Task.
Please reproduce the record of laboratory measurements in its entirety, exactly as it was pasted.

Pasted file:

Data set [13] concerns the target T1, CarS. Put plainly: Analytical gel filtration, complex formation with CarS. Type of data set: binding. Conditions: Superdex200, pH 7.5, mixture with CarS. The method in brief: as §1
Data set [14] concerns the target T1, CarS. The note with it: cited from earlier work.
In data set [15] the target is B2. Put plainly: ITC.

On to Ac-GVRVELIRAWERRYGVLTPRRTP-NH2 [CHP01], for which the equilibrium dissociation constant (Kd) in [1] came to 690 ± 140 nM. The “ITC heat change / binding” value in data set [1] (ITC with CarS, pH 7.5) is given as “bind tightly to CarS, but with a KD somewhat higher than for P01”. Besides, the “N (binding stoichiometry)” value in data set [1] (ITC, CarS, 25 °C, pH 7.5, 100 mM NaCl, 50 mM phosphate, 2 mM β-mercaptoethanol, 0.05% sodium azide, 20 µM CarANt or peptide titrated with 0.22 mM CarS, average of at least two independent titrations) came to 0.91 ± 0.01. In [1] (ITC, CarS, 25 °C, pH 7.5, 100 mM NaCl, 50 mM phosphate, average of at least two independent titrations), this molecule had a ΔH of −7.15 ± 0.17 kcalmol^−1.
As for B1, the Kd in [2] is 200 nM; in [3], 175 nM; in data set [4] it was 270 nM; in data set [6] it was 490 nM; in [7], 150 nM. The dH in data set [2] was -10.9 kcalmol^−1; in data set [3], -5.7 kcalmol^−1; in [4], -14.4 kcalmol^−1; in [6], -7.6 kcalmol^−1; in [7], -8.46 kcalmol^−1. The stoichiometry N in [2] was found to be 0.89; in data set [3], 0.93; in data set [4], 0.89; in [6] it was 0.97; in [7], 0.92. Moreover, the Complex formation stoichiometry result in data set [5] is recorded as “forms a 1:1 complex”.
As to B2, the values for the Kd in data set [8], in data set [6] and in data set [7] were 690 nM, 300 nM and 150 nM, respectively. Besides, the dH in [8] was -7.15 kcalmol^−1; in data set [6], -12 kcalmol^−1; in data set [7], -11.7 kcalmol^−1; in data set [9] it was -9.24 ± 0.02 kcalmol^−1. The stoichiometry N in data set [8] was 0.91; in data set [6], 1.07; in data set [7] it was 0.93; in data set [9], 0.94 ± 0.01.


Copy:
Data set [13] concerns the target T1, CarS. Put plainly: Analytical gel filtration, complex formation with CarS. Type of data set: binding. Conditions: Superdex200, pH 7.5, mixture with CarS. The method in brief: as §1
Data set [14] concerns the target T1, CarS. The note with it: cited from earlier work.
In data set [15] the target is B2. Put plainly: ITC.

On to Ac-GVRVELIRAWERRYGVLTPRRTP-NH2 [CHP01], for which the equilibrium dissociation constant (Kd) in [1] came to 690 ± 140 nM. The “ITC heat change / binding” value in data set [1] (ITC with CarS, pH 7.5) is given as “bind tightly to CarS, but with a KD somewhat higher than for P01”. Besides, the “N (binding stoichiometry)” value in data set [1] (ITC, CarS, 25 °C, pH 7.5, 100 mM NaCl, 50 mM phosphate, 2 mM β-mercaptoethanol, 0.05% sodium azide, 20 µM CarANt or peptide titrated with 0.22 mM CarS, average of at least two independent titrations) came to 0.91 ± 0.01. In [1] (ITC, CarS, 25 °C, pH 7.5, 100 mM NaCl, 50 mM phosphate, average of at least two independent titrations), this molecule had a ΔH of −7.15 ± 0.17 kcalmol^−1.
As for B1, the Kd in [2] is 200 nM; in [3], 175 nM; in data set [4] it was 270 nM; in data set [6] it was 490 nM; in [7], 150 nM. The dH in data set [2] was -10.9 kcalmol^−1; in data set [3], -5.7 kcalmol^−1; in [4], -14.4 kcalmol^−1; in [6], -7.6 kcalmol^−1; in [7], -8.46 kcalmol^−1. The stoichiometry N in [2] was found to be 0.89; in data set [3], 0.93; in data set [4], 0.89; in [6] it was 0.97; in [7], 0.92. Moreover, the Complex formation stoichiometry result in data set [5] is recorded as “forms a 1:1 complex”.
As to B2, the values for the Kd in data set [8], in data set [6] and in data set [7] were 690 nM, 300 nM and 150 nM, respectively. Besides, the dH in [8] was -7.15 kcalmol^−1; in data set [6], -12 kcalmol^−1; in data set [7], -11.7 kcalmol^−1; in data set [9] it was -9.24 ± 0.02 kcalmol^−1. The stoichiometry N in data set [8] was 0.91; in data set [6], 1.07; in data set [7] it was 0.93; in data set [9], 0.94 ± 0.01.